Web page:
A judge gave Trump 30 days to pay the $454 million civil fraud judgment. He'll owe an additional $112,000 in interest each day he doesn't.

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  • Judge Arthur Engoron finalized his judgment in Donald Trump's civil fraud trial on Friday.

  • Trump now must pay $454 million in fines or secure a bond within 30 days.

  • Trump's legal team has said they will appeal the verdict.

The countdown has officially begun for Donald Trump.

Judge Arthur Engoron, overseeing the former president's civil fraud trial, finalized his judgment in the case Friday evening, per court records — meaning Trump now has 30 days to fork over the $454 million in fines or secure a bond for the total amount, the Associated Press reported.

The amount includes a $354 million penalty plus nearly $100 million in pre-judgment interest.

A spokesperson for Attorney General Letitia James confirmed to the AP that Trump will begin accruing interest of $111,984 per day.

Per the AP, this interest amount considers both the penalty and the pre-judgment interest — not just the penalty — meaning Trump will owe more interest than the $87,502 per day previously thought.

On Thursday, Engoron rejected Trump's lawyers' attempts to delay the start of the penalty

The finalized ruling also means that Trump has 30 days to appeal the verdict, per New York law.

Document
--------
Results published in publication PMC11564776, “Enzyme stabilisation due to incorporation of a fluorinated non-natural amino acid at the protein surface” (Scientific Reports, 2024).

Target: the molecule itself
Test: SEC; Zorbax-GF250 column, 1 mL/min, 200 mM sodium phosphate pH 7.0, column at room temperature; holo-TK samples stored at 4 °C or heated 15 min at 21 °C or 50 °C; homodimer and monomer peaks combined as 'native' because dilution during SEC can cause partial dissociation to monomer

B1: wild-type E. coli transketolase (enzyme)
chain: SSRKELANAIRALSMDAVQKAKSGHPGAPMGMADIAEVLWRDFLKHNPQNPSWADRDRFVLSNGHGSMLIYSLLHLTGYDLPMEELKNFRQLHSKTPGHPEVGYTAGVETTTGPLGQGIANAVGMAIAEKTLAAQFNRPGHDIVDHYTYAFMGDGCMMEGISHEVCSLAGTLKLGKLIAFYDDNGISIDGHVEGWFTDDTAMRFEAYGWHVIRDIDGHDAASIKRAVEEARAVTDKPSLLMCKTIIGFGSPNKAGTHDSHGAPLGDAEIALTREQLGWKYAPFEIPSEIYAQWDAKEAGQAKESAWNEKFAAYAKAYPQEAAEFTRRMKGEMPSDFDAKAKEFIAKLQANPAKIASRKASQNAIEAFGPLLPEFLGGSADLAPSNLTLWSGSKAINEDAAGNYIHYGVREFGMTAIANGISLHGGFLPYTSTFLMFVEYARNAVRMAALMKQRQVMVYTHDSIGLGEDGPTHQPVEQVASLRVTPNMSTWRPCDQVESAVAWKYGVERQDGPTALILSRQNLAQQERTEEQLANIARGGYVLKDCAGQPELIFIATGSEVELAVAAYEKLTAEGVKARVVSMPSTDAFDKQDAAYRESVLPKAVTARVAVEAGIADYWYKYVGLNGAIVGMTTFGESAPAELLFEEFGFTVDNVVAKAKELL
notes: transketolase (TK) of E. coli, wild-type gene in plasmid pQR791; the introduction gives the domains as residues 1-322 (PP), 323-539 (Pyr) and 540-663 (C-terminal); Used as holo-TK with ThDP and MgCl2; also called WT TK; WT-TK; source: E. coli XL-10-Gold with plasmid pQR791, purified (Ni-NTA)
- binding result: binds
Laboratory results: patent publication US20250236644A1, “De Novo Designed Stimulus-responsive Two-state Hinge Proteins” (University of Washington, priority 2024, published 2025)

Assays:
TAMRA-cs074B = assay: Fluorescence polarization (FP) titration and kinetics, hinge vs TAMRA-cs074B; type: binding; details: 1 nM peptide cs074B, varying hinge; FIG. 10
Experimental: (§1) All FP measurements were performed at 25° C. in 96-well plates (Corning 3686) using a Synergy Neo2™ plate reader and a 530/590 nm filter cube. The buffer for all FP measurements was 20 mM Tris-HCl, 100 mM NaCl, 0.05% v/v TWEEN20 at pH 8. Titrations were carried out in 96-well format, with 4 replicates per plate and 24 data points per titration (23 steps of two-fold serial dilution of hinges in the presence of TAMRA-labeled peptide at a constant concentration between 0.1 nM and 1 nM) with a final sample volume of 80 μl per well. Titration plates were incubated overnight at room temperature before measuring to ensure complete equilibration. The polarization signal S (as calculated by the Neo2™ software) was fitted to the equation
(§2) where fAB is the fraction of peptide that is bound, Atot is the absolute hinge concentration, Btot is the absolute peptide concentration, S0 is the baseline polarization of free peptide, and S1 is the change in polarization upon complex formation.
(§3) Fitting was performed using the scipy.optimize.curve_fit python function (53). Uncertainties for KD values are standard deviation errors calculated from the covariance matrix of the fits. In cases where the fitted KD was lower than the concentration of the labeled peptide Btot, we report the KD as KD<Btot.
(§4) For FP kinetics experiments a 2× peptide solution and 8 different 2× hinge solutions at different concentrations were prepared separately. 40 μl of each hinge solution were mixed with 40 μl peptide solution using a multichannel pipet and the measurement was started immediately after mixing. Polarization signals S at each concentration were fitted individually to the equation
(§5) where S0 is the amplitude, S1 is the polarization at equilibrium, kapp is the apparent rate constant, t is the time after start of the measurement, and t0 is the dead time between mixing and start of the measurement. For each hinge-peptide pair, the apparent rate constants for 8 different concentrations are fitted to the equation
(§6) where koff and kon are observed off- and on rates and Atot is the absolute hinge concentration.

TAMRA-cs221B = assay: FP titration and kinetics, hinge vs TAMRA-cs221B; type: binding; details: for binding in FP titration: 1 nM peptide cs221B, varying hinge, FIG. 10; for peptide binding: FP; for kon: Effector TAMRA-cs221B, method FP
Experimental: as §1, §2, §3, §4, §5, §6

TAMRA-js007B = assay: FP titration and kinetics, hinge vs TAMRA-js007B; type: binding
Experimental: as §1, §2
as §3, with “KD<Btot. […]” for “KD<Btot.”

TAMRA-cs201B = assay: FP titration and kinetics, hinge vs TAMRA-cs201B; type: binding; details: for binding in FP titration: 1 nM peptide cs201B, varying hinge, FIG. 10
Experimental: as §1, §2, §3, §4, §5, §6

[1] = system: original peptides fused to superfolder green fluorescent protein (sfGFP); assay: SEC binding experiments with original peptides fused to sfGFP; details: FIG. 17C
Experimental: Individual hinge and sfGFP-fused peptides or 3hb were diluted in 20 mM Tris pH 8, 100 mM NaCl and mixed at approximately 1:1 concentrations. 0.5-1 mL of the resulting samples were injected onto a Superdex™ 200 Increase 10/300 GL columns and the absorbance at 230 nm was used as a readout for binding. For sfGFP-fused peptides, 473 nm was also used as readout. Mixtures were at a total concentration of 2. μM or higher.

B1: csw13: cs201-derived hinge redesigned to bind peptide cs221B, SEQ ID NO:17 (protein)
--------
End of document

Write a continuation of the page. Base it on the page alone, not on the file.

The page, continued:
On February 16, the legal battle between James and Trump in Engoron's Manhattan courtroom came to an end after the New York City judge spelled out the penalties that Trump, two of his sons, and his former Trump Organization CFO Allen Weisselberg would pay for years of "inflating asset values to make more money."

"The documents prove this over and over again. This is a venial sin, not a mortal sin," Engoron, who previously doled out a pre-trial ruling in September that found Trump committed fraud for years, said in his February verdict.

Engoron continued: "Defendants did not commit murder or arson. They did not rob a bank at gunpoint. Donald Trump is not Bernard Madoff. Yet, defendants are incapable of admitting the error of their ways."

Trump and his lawyers, who spent months defending the value of the former president's businesses, called the verdict a "gross miscarriage of justice."

Trump lawyer Christopher Kise said he is preparing to appeal, per a statement to Newsweek.

"The case raises serious legal and constitutional questions regarding 'fraud' claims/findings without any actual fraud," Kise told the publication.

Representatives for James and Trump did not immediately respond to a request for comment from Business Insider.

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